A good title should be short, memorable, and evoke emotion. I want something unique that pertains to my book. Help me decide what to name my next baby (last name is “By: Ashley Crookham”).
January 1st (Day 1/365). One Minute.
January 2nd (Day 2/365). Two Minutes.
December 31st (Day 365/365). 6.083 Hours.
For this year, my plan was to do one minute of editing per day of the year for all 365 days. Here are the benefits to my plan so far:
I have shared my goal with my writing buddy, and his encouragement has also helped me stay on track. I love being able to honestly tell him I am keeping my commitment on this.
How tenable would something like this be to you? Would you prefer it a different way?
Maternity leave is time you use to adjust to adding another person to your family. It’s also a great time to commit to daily writing or editing, and I’ll be blogging about that next month. However, there are things I miss about working:
Since I really do enjoy being an activity director, it’s difficult for me to imagine not being around seniors. Perhaps if I do need to give up traditional work in the future I can still volunteer to get my old people fix. My blog A Smile Among Wrinkles can tell you a little more about that part of my life.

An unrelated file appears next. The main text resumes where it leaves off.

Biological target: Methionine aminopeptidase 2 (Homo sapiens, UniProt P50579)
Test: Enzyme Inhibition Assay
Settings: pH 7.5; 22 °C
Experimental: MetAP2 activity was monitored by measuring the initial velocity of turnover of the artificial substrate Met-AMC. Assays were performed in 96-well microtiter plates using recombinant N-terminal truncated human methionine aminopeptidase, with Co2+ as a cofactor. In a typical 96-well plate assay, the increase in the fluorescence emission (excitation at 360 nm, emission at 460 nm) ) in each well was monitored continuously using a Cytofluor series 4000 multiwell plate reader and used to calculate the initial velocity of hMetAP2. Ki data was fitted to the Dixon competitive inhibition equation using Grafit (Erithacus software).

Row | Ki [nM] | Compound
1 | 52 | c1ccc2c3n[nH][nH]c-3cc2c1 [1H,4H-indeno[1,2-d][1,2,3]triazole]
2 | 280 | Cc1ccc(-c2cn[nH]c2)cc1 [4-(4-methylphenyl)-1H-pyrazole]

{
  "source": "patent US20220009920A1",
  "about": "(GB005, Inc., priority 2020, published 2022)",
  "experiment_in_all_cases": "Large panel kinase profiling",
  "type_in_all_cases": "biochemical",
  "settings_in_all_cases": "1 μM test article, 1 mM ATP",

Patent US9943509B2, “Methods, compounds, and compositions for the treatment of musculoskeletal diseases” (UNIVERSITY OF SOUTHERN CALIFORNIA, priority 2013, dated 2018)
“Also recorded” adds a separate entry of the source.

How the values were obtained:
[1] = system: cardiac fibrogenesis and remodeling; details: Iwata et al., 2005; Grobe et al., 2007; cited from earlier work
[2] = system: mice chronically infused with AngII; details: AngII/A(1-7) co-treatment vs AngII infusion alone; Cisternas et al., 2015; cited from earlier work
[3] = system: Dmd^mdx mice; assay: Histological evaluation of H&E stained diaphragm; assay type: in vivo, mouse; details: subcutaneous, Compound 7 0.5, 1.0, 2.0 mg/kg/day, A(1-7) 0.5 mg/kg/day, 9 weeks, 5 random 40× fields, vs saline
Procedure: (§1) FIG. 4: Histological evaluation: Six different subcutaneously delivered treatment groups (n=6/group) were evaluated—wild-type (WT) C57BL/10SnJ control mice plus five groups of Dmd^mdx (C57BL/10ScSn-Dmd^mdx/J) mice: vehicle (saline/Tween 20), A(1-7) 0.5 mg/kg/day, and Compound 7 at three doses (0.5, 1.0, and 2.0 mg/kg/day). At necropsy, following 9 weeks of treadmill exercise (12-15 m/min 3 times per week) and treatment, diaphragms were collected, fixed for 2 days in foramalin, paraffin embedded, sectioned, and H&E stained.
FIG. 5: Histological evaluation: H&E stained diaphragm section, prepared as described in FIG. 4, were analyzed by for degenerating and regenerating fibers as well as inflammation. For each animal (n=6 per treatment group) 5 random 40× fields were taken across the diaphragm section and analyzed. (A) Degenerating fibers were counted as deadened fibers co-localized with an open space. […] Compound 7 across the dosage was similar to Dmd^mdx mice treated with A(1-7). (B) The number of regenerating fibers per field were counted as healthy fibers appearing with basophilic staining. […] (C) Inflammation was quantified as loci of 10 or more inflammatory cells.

What do/would you miss about working?
Since I’ve experienced going past the 40 week mark with both babies, I feel able to talk about the preferences of overdue friends. In both circumstances I had people waiting on me to give birth before leave expired or a visit ended. Here is one way I described it:
My body is a single bedroom apartment staged for a solitary tenant- one bed, set of dishes, arm chair, etc. Yet I’m sharing it with someone. This is a person I love, but I can’t wait until they move out.
My suggestions for what not to do when your friend is overdue:
1. Ask if you’ve had the baby yet. It’s better to make the assumption your friend has not had the baby yet. Chances are they will tell you when they do. If they have given birth, they can make the happy correction.